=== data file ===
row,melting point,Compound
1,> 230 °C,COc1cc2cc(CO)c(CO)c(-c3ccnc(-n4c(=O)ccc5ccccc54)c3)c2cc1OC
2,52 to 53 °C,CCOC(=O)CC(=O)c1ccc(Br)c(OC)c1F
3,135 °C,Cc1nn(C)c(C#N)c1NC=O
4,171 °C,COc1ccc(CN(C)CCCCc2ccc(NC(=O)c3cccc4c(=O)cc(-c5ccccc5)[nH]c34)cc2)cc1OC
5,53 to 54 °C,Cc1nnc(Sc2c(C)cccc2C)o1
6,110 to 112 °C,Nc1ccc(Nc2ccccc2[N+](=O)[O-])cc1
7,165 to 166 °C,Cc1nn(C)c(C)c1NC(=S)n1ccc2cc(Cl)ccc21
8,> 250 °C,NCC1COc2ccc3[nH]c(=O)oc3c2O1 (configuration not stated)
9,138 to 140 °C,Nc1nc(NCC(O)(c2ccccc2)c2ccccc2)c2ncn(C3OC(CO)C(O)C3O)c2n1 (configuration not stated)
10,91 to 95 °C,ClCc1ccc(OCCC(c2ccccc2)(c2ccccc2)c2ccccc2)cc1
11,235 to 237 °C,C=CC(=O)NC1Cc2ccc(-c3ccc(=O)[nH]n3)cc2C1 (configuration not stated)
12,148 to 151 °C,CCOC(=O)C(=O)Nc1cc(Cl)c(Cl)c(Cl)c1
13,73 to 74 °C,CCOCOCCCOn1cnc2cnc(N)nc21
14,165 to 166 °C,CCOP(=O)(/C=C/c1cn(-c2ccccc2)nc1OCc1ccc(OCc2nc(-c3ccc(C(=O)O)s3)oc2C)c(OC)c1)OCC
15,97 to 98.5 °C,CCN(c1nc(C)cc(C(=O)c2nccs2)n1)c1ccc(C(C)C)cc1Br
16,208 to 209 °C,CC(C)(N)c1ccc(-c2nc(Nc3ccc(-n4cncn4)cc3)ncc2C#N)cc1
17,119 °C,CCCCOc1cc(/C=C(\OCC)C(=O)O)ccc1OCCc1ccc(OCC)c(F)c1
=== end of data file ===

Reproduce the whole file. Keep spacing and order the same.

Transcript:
row,melting point,Compound
1,> 230 °C,COc1cc2cc(CO)c(CO)c(-c3ccnc(-n4c(=O)ccc5ccccc54)c3)c2cc1OC
2,52 to 53 °C,CCOC(=O)CC(=O)c1ccc(Br)c(OC)c1F
3,135 °C,Cc1nn(C)c(C#N)c1NC=O
4,171 °C,COc1ccc(CN(C)CCCCc2ccc(NC(=O)c3cccc4c(=O)cc(-c5ccccc5)[nH]c34)cc2)cc1OC
5,53 to 54 °C,Cc1nnc(Sc2c(C)cccc2C)o1
6,110 to 112 °C,Nc1ccc(Nc2ccccc2[N+](=O)[O-])cc1
7,165 to 166 °C,Cc1nn(C)c(C)c1NC(=S)n1ccc2cc(Cl)ccc21
8,> 250 °C,NCC1COc2ccc3[nH]c(=O)oc3c2O1 (configuration not stated)
9,138 to 140 °C,Nc1nc(NCC(O)(c2ccccc2)c2ccccc2)c2ncn(C3OC(CO)C(O)C3O)c2n1 (configuration not stated)
10,91 to 95 °C,ClCc1ccc(OCCC(c2ccccc2)(c2ccccc2)c2ccccc2)cc1
11,235 to 237 °C,C=CC(=O)NC1Cc2ccc(-c3ccc(=O)[nH]n3)cc2C1 (configuration not stated)
12,148 to 151 °C,CCOC(=O)C(=O)Nc1cc(Cl)c(Cl)c(Cl)c1
13,73 to 74 °C,CCOCOCCCOn1cnc2cnc(N)nc21
14,165 to 166 °C,CCOP(=O)(/C=C/c1cn(-c2ccccc2)nc1OCc1ccc(OCc2nc(-c3ccc(C(=O)O)s3)oc2C)c(OC)c1)OCC
15,97 to 98.5 °C,CCN(c1nc(C)cc(C(=O)c2nccs2)n1)c1ccc(C(C)C)cc1Br
16,208 to 209 °C,CC(C)(N)c1ccc(-c2nc(Nc3ccc(-n4cncn4)cc3)ncc2C#N)cc1
17,119 °C,CCCCOc1cc(/C=C(\OCC)C(=O)O)ccc1OCCc1ccc(OCC)c(F)c1